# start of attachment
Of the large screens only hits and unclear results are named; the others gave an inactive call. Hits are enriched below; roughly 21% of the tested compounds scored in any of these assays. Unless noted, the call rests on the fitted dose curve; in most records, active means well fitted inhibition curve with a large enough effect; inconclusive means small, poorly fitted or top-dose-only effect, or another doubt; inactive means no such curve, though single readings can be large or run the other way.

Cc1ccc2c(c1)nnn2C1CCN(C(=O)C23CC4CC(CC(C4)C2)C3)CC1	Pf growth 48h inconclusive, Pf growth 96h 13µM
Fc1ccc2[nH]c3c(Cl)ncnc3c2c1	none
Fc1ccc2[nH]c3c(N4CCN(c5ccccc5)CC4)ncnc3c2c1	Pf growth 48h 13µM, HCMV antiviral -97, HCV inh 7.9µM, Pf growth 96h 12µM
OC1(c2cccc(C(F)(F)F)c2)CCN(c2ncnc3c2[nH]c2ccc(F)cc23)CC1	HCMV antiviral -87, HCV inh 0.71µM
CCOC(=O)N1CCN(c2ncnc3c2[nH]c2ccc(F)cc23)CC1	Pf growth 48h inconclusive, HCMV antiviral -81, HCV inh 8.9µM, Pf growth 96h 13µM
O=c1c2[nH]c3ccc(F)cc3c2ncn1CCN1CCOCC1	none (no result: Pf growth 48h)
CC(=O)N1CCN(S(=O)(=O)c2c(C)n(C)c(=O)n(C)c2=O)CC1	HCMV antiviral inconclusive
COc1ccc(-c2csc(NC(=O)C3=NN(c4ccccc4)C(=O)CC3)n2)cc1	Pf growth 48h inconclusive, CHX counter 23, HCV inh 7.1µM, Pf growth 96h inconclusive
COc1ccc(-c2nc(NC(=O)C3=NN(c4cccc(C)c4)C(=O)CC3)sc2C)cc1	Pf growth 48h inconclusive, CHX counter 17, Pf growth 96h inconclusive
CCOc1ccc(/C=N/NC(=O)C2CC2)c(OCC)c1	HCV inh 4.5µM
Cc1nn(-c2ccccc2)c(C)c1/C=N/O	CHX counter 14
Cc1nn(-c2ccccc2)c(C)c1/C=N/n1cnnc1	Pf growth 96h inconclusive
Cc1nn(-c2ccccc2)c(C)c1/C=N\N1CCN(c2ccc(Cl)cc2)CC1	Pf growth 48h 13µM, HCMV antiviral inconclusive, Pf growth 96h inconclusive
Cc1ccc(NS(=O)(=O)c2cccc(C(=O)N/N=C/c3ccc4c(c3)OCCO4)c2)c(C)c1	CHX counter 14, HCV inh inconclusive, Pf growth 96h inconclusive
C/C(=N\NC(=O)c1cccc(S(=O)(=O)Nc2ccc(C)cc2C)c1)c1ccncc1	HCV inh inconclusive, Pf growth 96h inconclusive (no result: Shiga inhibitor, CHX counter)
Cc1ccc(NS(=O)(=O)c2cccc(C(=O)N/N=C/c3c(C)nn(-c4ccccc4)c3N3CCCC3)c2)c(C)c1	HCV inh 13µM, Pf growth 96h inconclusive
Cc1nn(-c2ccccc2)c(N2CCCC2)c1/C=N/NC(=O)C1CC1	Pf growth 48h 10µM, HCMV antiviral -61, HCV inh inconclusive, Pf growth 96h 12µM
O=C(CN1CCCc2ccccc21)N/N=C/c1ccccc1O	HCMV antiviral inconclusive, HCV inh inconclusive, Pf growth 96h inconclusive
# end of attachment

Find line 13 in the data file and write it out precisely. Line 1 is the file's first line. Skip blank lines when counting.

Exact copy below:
Cc1nn(-c2ccccc2)c(C)c1/C=N/n1cnnc1	Pf growth 96h inconclusive